Wednesday, February 1

Soybeans firm on demand optimism, wheat faces pressure from Black Sea supplies


Article content

SINGAPORE — Chicago soybean futures

ticked higher on Thursday, gaining more ground as expectations

Article content

of demand recovery from top importer China, amid easing COVID-19

curbs and dryness in Argentina, underpinned the market.

Wheat dipped after last session’s strong gains as prices

were weighed down by record Russian supplies, while corn firmed.

“Talk of improving demand from China plus further

indications of dry soils in Argentina helped support the

buying,” Hightower said in a report.

Advertisement 2

Article content

The most-active soybean contract on the Chicago Board of

Trade (CBOT) added 0.3% to $14.76-1/2 a bushel, as of 0259

GMT, while wheat lost 0.2% to $4.78-1/4 a bushel.

rose 0.2% to $6.42-3/4 a bushel.

Soybeans are being supported by optimism that easing

COVID-19 lockdown measures in China will fuel further exports.

China’s November imports of soybeans fell 14% on the year to

7.35 million tons, customs data showed on Wednesday, as

Logistics woes in top supplier the United States helped confound

expectations for a significant rise.

Argentina soybean sales surged last week to 74.2% of the

current harvest, helped by a preferential exchange rate, though

sales trailed the totals seen at the same point last year, the

Advertisement 3

Article content

government said Wednesday.

Export demand for US wheat has been strong this week,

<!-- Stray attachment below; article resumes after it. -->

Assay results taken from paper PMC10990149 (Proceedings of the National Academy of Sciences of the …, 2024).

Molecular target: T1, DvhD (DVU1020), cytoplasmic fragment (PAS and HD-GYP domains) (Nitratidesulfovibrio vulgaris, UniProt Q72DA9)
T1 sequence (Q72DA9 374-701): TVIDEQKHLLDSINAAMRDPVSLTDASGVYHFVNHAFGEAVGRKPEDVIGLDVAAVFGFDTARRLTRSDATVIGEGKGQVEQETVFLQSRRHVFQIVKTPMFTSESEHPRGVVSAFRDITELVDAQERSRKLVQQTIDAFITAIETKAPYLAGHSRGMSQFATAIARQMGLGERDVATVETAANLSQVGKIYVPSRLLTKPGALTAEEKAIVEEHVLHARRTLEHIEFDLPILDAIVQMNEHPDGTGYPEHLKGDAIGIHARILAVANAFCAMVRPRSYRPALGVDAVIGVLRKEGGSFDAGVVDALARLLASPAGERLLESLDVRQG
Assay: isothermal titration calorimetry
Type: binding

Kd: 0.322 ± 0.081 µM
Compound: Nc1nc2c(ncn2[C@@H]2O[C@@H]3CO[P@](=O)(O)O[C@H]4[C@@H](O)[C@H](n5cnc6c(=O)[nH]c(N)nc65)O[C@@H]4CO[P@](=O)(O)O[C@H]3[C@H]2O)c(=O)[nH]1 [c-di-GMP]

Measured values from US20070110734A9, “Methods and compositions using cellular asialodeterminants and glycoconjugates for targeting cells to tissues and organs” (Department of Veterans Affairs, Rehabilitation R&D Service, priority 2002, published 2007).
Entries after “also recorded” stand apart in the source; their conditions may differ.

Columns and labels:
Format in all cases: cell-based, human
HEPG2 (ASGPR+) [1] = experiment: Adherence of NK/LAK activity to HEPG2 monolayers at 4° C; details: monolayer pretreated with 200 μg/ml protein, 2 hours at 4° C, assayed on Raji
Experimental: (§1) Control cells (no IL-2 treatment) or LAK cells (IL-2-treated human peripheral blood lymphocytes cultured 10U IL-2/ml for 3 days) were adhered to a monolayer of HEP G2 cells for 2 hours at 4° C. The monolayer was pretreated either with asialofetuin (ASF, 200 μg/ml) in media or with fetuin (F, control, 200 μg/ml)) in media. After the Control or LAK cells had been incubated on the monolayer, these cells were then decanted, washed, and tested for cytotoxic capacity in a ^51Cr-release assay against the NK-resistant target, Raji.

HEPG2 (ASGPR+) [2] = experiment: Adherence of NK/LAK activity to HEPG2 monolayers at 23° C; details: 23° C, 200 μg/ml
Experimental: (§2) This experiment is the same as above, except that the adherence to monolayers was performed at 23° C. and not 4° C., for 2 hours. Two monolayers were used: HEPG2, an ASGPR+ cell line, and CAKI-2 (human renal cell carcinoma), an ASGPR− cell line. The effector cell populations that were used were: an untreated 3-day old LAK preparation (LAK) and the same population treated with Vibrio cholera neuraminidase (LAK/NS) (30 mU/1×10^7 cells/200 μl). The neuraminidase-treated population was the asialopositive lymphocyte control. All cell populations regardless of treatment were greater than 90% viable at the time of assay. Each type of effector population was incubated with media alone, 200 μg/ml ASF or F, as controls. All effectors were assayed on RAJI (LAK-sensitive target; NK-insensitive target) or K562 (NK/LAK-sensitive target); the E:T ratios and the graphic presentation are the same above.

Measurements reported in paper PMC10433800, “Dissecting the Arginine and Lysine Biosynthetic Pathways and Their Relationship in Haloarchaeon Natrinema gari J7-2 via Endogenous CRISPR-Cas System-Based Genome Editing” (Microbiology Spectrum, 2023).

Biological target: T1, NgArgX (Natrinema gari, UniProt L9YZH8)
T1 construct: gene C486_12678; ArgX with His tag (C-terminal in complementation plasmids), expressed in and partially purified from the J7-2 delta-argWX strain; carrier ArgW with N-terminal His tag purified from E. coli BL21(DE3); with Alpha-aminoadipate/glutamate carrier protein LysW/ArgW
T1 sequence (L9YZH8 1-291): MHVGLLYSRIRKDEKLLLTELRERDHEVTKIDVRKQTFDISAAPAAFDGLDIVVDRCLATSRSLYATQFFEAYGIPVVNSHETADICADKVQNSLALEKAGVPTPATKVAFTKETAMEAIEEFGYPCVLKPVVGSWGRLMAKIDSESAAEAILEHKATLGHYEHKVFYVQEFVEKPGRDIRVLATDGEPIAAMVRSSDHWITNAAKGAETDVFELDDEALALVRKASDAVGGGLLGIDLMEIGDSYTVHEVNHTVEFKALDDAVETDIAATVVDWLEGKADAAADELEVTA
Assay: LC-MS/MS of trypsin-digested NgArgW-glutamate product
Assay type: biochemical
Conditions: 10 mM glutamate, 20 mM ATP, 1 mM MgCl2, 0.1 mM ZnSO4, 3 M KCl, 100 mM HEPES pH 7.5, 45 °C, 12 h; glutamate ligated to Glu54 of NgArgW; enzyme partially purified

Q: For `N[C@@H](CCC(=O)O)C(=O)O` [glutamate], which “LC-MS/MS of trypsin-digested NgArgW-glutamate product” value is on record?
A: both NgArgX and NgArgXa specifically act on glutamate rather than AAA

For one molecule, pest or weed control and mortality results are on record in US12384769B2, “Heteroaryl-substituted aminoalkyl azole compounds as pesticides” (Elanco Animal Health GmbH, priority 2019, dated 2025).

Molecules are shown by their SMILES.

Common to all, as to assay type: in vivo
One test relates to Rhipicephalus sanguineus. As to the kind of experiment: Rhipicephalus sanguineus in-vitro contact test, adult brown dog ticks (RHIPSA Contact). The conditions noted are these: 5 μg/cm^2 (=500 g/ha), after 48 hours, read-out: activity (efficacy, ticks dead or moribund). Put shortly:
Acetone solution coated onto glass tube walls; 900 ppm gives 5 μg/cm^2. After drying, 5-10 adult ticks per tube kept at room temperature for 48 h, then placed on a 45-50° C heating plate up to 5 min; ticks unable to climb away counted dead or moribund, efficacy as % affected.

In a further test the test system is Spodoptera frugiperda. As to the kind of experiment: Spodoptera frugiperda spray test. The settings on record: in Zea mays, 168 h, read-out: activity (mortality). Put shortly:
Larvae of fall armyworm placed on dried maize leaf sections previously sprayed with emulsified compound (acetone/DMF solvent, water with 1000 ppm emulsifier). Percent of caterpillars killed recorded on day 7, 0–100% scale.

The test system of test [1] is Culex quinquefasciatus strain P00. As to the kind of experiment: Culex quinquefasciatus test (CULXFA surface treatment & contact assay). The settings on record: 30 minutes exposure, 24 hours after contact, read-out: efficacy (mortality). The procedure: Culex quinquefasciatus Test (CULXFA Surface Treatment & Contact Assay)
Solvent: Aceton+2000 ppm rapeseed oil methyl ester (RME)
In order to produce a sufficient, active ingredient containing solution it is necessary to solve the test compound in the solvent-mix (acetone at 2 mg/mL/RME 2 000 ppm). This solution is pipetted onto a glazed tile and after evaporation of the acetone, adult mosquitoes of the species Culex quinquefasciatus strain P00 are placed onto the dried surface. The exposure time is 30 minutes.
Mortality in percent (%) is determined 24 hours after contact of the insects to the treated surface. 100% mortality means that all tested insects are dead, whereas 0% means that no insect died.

though US wheat remains expensive compared to Black Sea

supplies.

Russia-focused agriculture consultancy Sovecon said on

Wednesday that it had raised its forecast for Russia’s 2022/23

July-June wheat exports to 43.9 million tons from 43.7 million

tons due to current active shipments.

Forecasts for a record crop in Australia have also eased

global supply concerns and added weight to US wheat markets.

Commodity funds were net buyers of CBOT wheat, soybean,

soymeal and corn futures contracts on wednesday and net sellers

of soyoil futures, traders said.

(Reporting by Naveen Thukral; editing by Uttaresh.V)

Advertisement

Comments

Postmedia is committed to maintaining a lively but civil forum for discussion and encourage all readers to share their views on our articles. Comments may take up to an hour for moderation before appearing on the site. We ask you to keep your comments relevant and respectful. We have enabled email notifications—you will now receive an email if you receive a reply to your comment, there is an update to a comment thread you follow or if a user you follow comments. Visit our Community Guidelines for more information and details on how to adjust your email settings.



financialpost.com